Editor's Note: This article was originally published on the Maurice Wutscher blog and is republished here with permission.


A number of states have tolled the statutes of limitations on legal actions in response to COVID-19.

The Iowa Supreme Court announced a toll on statutes of limitations in a March 17 order regarding court procedures. According to a March 23 operations summary from the Iowa Judicial Branch: “The March 17th order is intended to toll the statute of limitations or similar deadline for commencing an action in district court by 48 days. Tolling means you add that amount of time to the statute of limitations. So, for example, if the statute would otherwise run on April 8, 2020, it now runs on May 26, 2020 (48 days later).” The Judicial Branch Operations Summary is available here.


In Louisiana, Proclamation Number JBE 2020-30 tolled the statutes of limitations “at least until Monday, April 13, 2020.” All other deadlines in all courts were also “suspended” to April 13.

On March 13, the U.S. District Court for the Middle District of Louisiana entered Administrative Order 2020-1 under which “[p]rescriptive, preemptive and statute of limitation deadlines are hereby interrupted until April 13, 2020.”

On March 13, the Supreme Judicial Court of Massachusetts issued Standing Order 2-20 which tolled all statutes of limitations from March 17 through April 21, 2020. “Unless otherwise ordered by a judge in a specific case, all deadlines set forth in statutes or court rules, standing orders, or guidelines that would otherwise expire before April 21, 2020, are extended to that date.” In addition, orders after an adversarial hearing before March 17, which are set to expire before April 21, 2020, “shall remain in effect until the matter is rescheduled and heard.” The standing order is available here.

On March 20, New York Gov. Andrew Cuomo tolled the statute of limitations for “any legal action, notice, motion or other process” from March 20, 2020 to April 19, 2020. Executive Order 202.8 is available here.

On March 16, the Oklahoma Supreme Court entered Order SCAD No. 2020-24 which “extended” the statute of limitations in “any civil case” for 30 days from the date of the order. In addition, the order also suspended “all deadlines and procedures whether prescribed by statute, rule or order in any civil, juvenile or criminal case,” subject to constitutional restrictions, for 30 days from the date of the order and “applies to appellate rules and procedures for the Supreme Court, the Court of Criminal Appeals, and the Court of Civil Appeals.”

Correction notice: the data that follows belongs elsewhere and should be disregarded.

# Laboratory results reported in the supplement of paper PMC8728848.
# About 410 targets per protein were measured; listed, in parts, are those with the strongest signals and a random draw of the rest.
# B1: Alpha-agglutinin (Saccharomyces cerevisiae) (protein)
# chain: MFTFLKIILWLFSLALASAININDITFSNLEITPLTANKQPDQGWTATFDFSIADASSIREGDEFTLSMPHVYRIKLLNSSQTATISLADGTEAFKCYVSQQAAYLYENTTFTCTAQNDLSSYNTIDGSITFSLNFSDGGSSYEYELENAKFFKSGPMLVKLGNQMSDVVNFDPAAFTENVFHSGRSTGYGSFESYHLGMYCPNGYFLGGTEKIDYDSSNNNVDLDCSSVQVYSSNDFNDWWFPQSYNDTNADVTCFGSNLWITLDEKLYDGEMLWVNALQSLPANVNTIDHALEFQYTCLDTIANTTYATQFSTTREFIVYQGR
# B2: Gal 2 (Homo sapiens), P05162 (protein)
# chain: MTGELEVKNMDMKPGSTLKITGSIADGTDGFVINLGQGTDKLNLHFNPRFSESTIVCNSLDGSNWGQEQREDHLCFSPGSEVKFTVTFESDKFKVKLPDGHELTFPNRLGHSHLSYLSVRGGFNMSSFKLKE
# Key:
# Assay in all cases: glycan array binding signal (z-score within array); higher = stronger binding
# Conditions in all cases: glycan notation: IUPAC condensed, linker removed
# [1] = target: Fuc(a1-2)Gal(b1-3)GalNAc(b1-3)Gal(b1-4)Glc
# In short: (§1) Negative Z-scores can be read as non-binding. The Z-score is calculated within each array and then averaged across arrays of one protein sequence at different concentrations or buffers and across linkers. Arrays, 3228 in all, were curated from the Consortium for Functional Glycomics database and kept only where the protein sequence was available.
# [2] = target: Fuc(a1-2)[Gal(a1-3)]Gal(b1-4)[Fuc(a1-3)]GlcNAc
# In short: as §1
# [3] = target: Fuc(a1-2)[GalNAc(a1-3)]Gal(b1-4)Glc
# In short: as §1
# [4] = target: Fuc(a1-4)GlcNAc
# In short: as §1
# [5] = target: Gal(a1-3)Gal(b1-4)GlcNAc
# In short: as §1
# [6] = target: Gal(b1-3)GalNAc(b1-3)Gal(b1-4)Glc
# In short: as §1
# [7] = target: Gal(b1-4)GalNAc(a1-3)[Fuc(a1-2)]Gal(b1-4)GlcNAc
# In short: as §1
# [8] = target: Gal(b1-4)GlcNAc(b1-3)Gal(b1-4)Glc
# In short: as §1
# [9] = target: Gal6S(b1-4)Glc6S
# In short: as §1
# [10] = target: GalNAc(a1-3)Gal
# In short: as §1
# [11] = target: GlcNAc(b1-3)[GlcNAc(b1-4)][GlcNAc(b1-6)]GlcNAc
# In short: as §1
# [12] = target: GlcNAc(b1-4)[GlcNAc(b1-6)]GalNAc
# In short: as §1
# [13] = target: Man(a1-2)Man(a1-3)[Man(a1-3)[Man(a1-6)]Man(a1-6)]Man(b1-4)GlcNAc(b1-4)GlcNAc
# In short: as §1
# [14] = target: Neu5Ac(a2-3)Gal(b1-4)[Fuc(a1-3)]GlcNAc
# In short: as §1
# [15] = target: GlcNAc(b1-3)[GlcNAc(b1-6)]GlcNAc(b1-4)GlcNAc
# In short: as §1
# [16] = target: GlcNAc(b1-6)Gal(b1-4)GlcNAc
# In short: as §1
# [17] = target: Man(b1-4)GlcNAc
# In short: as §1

The U.S. District Court for the Northern District of Texas entered Special Order No. 13-5 on March 13, under which “[a]ll deadlines are suspended and tolled for all purposes, including the statute of limitations, from today through May 1, 2020.”

On March 16, the Chief Justice of the Supreme Court of Virginia entered an order declaring a judicial emergency in the district and circuit courts, stating “all deadlines” are “hereby tolled and extended, pursuant to Va. Code § 17.1-330(D),” for a period of 21 days. “This order tolls and extends the time limit for filings related to appeals under Part 5 of the Rules of Court, including but not limited to the deadline for filing the notice of appeal under Rule 5:9 and all filing deadlines pertaining to transcripts and written statements of fact as set forth in Rule 5:11, and for filing the petition for appeal under Rule 5:17.

The tolling and extension referenced in the March 16 order applies to all filings related to appeals to the Court of Appeals that are filed in a circuit court. All deadlines in the Court of Appeals that run from the filing of the record in that court remain unaffected; however, parties remain free to seek extensions of time in the Court of Appeals.” The order is available here.


On March 19, Connecticut Gov. Ned Lamont entered Executive Order No. 7G suspending ” all statutory ( 1) location or venue requirements; (2) time requirements, statutes of limitation or other limitations or deadlines relating to service of process, court proceedings or court filings; and (3) all time requirements or deadlines related to the Supreme, Appellate and Superior courts or their judicial officials to issue notices, hold court, hear matters and/or render decisions. . .” In addition, EO No. 7G suspended “Non-Critical Court Operations.” Hat-tip to Russell London, Esq., London & London, Newington, CT.

We are continuing to review orders, legislation, and proclamations and expect this list to grow. Please share with me any you find at dmaurice@mauricewutscher.com and I’ll it to the list.

For additional updates on the impact of COVID-19 on the financial services industry, click here.

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